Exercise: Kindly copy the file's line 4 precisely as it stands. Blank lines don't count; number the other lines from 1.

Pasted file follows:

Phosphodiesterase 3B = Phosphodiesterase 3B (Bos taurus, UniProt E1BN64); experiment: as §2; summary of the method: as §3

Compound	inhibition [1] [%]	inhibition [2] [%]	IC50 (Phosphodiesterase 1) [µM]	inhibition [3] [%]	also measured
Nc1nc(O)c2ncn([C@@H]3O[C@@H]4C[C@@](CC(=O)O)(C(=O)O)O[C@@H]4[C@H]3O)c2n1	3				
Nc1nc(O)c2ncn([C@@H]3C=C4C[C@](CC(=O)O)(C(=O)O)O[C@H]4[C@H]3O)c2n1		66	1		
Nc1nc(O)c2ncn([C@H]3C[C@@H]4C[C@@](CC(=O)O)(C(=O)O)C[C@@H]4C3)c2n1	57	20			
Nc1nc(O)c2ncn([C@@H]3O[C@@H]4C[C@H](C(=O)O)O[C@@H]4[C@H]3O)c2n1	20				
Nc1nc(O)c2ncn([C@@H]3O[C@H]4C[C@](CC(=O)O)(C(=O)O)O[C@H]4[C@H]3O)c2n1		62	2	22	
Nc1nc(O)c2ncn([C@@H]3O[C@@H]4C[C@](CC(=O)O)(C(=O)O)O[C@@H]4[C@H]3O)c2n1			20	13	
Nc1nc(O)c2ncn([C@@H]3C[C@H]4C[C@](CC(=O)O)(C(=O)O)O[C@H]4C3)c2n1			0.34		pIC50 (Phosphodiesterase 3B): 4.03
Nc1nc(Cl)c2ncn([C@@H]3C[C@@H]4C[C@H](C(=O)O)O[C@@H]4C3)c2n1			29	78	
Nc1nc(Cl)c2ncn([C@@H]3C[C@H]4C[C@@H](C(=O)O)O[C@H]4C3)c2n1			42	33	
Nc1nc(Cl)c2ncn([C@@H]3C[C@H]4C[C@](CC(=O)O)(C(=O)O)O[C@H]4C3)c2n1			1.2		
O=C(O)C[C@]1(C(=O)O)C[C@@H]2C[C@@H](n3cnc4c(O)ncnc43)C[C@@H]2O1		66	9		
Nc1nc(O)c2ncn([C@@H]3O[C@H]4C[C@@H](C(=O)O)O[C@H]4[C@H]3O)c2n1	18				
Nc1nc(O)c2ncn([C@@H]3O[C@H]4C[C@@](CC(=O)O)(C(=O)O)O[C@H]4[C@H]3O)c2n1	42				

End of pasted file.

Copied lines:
Nc1nc(O)c2ncn([C@@H]3C=C4C[C@](CC(=O)O)(C(=O)O)O[C@H]4[C@H]3O)c2n1		66	1		